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I haven't got time

People often say they haven't got time. You may even find yourself saying it to others and even to yourself. In some cases it may be true, for instance, if you are on your way to an appointment you may not have time to speak to a Charity worker who stops you on the street. If you stop, you may then be late.

So there are certainly times when the excuse of not having time is justified. Yet I would suggest that as a whole, the times when it is justified are small in comparison to the times when we just use this as an excuse.

There is a big difference between not truly having the time and those that just do not prioritise their time effectively. As a society, we have become all about not having time instead of just being either honest with others about what we want to use our time for. Or being honest to ourselves about whether we really are using the time we have for what is important. Not just important for us in a selfish way, but using it in ways that show others around us that we value them and we are prepared to give time for them when they ask us for it.

For example, we often ask those around us "Have you got time to.............."? do whatever it is we are asking them. Those might be the words that we use but they aren't actually what we feel we are asking. By asking someone if they have the time to do something, you are often asking them if they will give up time based on how important we are to them.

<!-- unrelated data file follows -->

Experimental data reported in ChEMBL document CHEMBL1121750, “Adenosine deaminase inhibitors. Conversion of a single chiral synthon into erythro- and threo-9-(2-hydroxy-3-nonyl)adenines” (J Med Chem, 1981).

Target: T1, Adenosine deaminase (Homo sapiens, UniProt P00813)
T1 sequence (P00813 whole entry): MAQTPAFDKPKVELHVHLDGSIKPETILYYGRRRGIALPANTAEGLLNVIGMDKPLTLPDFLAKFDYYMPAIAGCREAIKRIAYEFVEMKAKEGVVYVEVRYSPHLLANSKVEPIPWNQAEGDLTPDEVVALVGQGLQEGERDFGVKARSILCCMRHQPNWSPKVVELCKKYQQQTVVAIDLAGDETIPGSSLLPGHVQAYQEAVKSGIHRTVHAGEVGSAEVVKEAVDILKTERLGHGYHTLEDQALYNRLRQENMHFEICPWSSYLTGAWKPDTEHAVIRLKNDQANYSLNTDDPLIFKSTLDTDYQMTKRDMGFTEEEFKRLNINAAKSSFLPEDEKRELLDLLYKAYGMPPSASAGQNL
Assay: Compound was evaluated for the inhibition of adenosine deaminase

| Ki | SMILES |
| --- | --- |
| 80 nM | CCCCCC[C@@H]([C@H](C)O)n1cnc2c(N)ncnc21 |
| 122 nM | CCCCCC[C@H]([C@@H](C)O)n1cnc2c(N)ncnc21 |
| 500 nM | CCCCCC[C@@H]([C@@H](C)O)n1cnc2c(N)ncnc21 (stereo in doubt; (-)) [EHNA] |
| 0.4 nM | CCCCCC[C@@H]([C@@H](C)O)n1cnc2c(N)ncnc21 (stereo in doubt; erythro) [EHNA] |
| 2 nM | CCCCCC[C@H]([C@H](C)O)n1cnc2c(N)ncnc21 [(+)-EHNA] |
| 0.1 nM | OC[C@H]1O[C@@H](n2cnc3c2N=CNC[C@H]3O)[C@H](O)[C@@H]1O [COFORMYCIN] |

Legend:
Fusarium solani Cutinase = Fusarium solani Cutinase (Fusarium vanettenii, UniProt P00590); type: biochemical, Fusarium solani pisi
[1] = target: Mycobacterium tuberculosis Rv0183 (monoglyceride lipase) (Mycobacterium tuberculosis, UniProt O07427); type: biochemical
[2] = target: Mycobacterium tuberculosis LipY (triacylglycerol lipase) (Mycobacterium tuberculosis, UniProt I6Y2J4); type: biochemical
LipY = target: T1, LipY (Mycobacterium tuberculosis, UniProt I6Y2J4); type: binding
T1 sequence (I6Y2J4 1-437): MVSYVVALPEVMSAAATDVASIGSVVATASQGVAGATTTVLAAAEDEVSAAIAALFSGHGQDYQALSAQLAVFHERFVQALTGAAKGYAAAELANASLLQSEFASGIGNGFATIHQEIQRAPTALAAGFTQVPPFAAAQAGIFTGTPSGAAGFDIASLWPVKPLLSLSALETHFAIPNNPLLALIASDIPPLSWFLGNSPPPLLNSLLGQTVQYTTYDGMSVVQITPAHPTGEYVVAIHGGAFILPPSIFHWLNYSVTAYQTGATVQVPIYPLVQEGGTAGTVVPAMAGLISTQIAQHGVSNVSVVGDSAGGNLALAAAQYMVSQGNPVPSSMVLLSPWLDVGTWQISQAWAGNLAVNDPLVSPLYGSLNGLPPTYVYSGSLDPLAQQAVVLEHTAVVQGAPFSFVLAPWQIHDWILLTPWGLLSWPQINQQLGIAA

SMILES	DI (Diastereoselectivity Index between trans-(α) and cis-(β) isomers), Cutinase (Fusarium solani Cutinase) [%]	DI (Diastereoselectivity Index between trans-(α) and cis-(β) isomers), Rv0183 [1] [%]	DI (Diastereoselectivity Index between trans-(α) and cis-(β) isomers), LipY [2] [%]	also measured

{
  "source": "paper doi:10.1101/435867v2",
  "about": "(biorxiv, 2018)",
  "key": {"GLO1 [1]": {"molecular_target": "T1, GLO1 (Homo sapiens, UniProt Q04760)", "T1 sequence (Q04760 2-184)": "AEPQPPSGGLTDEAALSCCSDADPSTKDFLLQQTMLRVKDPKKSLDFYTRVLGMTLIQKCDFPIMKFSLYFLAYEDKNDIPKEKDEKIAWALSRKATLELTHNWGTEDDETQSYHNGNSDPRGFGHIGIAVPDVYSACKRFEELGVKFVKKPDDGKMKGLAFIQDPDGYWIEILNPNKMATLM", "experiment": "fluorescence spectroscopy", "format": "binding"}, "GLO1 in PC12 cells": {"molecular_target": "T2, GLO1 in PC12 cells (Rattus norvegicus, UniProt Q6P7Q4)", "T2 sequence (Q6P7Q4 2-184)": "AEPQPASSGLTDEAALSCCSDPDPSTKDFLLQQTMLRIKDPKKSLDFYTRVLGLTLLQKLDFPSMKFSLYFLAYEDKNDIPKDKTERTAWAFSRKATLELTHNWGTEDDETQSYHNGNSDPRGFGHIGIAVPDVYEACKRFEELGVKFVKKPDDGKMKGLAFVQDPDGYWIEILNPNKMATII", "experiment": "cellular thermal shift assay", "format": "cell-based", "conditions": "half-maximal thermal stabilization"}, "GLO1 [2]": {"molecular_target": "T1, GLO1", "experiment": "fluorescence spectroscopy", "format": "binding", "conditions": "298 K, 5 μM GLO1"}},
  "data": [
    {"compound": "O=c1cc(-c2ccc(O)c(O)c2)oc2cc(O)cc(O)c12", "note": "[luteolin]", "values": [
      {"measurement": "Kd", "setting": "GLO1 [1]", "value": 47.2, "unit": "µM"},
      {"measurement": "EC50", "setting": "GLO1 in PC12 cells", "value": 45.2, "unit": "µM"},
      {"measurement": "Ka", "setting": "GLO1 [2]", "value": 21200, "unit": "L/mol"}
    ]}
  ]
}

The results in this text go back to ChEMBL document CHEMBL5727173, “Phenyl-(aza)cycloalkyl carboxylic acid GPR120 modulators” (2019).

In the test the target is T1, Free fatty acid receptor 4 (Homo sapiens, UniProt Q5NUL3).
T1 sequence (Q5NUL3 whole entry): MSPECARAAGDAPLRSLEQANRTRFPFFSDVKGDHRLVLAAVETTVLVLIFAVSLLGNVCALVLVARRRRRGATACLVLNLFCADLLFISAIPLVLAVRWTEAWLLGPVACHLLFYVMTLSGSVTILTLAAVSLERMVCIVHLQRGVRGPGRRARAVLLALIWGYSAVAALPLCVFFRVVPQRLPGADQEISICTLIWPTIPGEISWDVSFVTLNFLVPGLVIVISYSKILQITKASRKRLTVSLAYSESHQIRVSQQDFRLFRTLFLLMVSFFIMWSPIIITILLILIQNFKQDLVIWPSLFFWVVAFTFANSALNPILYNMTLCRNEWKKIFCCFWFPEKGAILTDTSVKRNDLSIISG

"Have you got time to have a Coffee with me"? That doesn't really mean, have you got time to buy a hot beverage and let it slowly cool and then consume it. It means, have you got time to spend with me. The having a Coffee part is merley applying a rough timescale on how much time is being requested.

Have you ever asked someone for time, whether it be dinner or a drink or just a quick coffee and they have said they don't have time. A few days later, you hear from them again and they have completely forgotten you asked them to say, have a coffee Tuesday evening. They then proceed to tell you that on Tuesday evening they did nothing other than sit in front of the TV all evening. So it wasn't that they didn't have time was it? They just prioritised sitting in front of the TV all night over catching up with you.

There in lies the problem. None of us are so stupid that we believe this is not having time. So we feel exactly what we should feel. Not worth more than watching junk on TV.

We need to understand that communication isn't just Verbal, there is Non Verbal Communication and the meaning of the message is the response it elicits. I haven't got time doesn't just mean I haven't got time. Especially when followed up by what appears to be something far less valuable.

So next time you find yourself rolling out the excuse of "I don't have time", step back and think a little more carefully about whether you really don't have time and what you prioritise your time on. And whether the person who is asking for some of your time is really just checking whther you have time to let a hot beverage slowly cool down. My guess is, that isn't what they are asking.


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